Restaurants in Marseille that are well-known for their excellent pistou soup include waterfront restaurant Le Coin Provencal and Chez Ida.

Continue to 5 of 8 below.
05 of 08

Fougasse Bread

Close up of Fougasse bread baked with black olives and anchovies

 Andrew1Norton / Getty Images

This delightfully rich bread, full of olive oil, is often considered the Provencal equivalent of Italian focaccia. Baked in a variety of shapes and flavors, from sweet to savory, fougasse is most commonly laced with olives, onions, anchovies, herbs, and/or tomatoes.

It can be enjoyed as a sandwich, filled with cheeses and/or meats, or torn in thick chunks and dipped in one of Marseille's traditional soups. And if you have a sweet tooth, try the "Pompe a l'huile"—a fougasse bread flavored with orange blossom, lemon or orange zest, and typically served as a sweet treat during the Christmas season.

To taste some of the best fougasse in Marseille, head to the Dame Farine bakery or to Hat's Boulangerie.

06 of 08

Anchoiade (Anchovy Paste) and Olive Tapenade

a tray of traditional provencal aperitifs - black and green olives, prepared with garlic; black tapenade, green tapenade, caviare de tomate, anchoiade (anchovy spread) olive oil and balsamic vinegar.
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These two traditional Provencal spreads are delicious on a thick slice of fougasse bread (see above) or accompanied by an assiette de crudités (raw vegetable platter). Anchoiade, as you might guess, is an anchovy-based paste or sauce made with fresh fish filets, olive oil, fresh garlic, and herbs. Tapenade, made from black olives, olive oil, herbs, and capers, is a naturally vegetarian and vegan dish that's widely served across the Mediterranean.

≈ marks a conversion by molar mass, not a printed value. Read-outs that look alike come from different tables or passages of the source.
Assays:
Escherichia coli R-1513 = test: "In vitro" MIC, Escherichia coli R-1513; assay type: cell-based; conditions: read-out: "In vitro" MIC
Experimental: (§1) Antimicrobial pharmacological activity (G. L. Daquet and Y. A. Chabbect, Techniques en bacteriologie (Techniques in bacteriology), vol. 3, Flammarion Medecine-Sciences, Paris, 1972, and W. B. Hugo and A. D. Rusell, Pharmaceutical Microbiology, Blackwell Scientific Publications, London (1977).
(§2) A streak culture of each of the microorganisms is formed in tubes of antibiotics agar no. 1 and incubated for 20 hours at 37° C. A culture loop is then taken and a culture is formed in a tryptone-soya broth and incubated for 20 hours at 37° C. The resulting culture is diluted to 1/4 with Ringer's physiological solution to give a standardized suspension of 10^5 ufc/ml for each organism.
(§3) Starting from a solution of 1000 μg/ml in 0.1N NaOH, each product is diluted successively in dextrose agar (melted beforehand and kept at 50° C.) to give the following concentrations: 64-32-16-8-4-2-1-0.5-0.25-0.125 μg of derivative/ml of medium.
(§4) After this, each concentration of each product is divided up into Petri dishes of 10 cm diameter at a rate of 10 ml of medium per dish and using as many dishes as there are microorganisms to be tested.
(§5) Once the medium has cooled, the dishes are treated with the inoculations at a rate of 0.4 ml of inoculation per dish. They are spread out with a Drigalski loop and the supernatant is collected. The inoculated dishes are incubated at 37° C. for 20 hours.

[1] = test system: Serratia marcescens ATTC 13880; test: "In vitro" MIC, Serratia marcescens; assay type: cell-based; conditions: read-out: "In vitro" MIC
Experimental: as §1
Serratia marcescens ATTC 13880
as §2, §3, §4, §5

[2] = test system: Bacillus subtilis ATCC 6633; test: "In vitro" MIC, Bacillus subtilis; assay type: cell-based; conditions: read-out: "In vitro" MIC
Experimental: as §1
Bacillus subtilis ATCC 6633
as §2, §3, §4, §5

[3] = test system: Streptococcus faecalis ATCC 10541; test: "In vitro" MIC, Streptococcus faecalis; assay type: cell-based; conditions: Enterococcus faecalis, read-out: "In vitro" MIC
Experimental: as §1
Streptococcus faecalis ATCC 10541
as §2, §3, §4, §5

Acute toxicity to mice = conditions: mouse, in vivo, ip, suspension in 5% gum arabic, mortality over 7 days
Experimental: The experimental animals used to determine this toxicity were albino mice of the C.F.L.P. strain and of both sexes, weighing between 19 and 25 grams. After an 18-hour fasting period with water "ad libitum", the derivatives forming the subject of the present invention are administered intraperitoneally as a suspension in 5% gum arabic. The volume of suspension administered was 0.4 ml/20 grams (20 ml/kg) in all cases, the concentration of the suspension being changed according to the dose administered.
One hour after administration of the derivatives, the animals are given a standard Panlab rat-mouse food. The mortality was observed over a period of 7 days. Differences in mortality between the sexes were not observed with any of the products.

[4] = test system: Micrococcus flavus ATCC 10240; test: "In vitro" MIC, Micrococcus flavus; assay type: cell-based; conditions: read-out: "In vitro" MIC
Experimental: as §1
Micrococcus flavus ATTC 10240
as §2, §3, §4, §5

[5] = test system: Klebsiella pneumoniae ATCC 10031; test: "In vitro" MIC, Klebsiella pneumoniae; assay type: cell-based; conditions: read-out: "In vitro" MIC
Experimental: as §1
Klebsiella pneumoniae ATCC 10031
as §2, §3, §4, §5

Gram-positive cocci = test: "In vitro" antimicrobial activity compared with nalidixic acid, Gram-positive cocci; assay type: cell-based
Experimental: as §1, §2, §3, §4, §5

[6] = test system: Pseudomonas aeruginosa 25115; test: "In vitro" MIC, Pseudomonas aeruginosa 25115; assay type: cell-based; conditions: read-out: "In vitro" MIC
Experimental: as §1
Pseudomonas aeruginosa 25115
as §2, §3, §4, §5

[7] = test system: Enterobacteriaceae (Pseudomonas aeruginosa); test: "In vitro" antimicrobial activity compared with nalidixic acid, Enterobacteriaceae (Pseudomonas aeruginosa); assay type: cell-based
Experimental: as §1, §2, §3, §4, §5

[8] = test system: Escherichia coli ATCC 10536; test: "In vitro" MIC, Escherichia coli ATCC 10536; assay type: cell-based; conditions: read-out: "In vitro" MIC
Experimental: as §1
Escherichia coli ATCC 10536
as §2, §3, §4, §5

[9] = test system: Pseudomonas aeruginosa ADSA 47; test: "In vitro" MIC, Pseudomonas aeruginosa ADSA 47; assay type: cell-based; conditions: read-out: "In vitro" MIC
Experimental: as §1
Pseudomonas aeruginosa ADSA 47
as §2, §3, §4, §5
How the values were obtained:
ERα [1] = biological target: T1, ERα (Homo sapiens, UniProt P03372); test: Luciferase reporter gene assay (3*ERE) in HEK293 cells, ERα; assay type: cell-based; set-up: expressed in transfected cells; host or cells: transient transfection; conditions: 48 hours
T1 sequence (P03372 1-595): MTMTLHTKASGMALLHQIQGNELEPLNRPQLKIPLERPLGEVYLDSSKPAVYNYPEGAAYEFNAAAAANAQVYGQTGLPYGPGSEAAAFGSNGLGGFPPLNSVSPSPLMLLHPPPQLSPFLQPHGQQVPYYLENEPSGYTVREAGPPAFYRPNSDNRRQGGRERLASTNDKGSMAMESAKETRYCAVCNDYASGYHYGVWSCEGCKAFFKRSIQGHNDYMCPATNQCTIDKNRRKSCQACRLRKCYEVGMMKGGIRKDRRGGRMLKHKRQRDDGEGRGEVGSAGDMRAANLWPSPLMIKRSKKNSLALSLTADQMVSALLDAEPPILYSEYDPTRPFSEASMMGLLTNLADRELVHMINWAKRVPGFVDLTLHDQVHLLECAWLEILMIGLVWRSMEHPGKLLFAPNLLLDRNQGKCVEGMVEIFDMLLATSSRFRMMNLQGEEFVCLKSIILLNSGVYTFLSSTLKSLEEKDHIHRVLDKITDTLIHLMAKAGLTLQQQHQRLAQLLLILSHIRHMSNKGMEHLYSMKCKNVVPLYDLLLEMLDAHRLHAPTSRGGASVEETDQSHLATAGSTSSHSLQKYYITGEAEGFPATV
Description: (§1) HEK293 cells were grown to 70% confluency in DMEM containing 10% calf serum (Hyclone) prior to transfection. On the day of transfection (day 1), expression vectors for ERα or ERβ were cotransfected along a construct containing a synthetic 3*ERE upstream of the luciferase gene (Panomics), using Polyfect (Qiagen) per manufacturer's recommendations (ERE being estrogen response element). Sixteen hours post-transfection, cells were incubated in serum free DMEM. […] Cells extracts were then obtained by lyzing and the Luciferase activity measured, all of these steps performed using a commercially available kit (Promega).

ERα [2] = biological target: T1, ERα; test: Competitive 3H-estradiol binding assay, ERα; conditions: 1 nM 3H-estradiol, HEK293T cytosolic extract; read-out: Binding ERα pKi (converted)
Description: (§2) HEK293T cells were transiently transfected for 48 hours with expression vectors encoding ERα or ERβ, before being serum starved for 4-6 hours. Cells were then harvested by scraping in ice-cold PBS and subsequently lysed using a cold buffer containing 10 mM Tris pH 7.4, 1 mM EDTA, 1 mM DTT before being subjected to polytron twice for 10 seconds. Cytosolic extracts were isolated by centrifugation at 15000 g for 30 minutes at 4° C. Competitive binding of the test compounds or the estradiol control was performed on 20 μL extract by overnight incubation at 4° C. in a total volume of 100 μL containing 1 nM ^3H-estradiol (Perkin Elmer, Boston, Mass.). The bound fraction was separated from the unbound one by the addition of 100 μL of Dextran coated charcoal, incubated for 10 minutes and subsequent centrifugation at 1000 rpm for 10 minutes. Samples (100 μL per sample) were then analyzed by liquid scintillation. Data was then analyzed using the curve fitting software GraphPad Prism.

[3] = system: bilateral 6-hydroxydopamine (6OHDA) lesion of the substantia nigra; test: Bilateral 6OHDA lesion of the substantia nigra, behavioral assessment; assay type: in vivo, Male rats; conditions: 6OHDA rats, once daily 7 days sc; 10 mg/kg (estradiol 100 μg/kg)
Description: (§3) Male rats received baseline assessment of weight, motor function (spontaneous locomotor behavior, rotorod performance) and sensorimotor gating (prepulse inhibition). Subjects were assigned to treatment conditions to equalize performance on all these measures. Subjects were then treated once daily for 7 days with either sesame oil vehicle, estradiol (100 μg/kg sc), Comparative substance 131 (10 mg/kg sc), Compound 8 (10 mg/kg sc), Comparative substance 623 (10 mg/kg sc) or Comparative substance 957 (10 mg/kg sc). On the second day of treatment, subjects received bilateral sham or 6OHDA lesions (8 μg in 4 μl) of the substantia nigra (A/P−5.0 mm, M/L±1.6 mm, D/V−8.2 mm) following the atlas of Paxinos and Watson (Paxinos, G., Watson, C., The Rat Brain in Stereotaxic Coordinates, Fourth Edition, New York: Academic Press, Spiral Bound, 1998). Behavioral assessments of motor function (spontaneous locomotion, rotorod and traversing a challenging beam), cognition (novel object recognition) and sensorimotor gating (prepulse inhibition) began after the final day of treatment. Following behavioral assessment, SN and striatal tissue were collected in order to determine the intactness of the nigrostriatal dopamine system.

Most restaurants in Marseille with a focus on traditional Provencal cooking will offer these two popular dips on their lunch and dinner menus, usually as starters.

07 of 08

Chichi Frégi (Marseille-Style Doughnuts)

two large fried doughnuts on a metal resting tray

 Courtesy of Chez Magali 

These doughnuts native to Marseille are sold by vendors around the city and are an essential street-food treat. Based on an old Italian recipe, these thick doughnuts are infused with orange blossom essence and dusted with sugar. Enjoy them with jam, nutella, or whipped cream, but beware—it can be hard to stop once you start!

The three stalls in Marseille most coveted for their delicious chichi-frégi are both in the Estaque district: Lou Gustado de l’Estaco and Chez Magali. Head to the Plage de l'Estaque (Estaque Beach) and get your hands on some.

08 of 08

Ratatouille

Stewed vegetables in a rectangular pot, eggplant with zucchini and tomatoes, sweet and hot peppers and spices,
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This sun-soaked vegetable dish is popular around Provence, including in Marseille. Healthy and naturally vegetarian, ratatouille is traditionally prepared by separately sauteeing fresh summer zucchini, eggplant, tomatoes, peppers, and onions. A good-quality virgin olive oil is key to allowing all the native flavor of the vegetables to emerge, and Provence herbs are usually added. You can enjoy ratatouille as a main dish with bread and French cheeses, or alongside fish or meat.

In Marseille, you can sample superb examples of the simple dish at restaurants including Le Montmartre and Le Bistrot à Vin, on the Vieux Port (Old Port).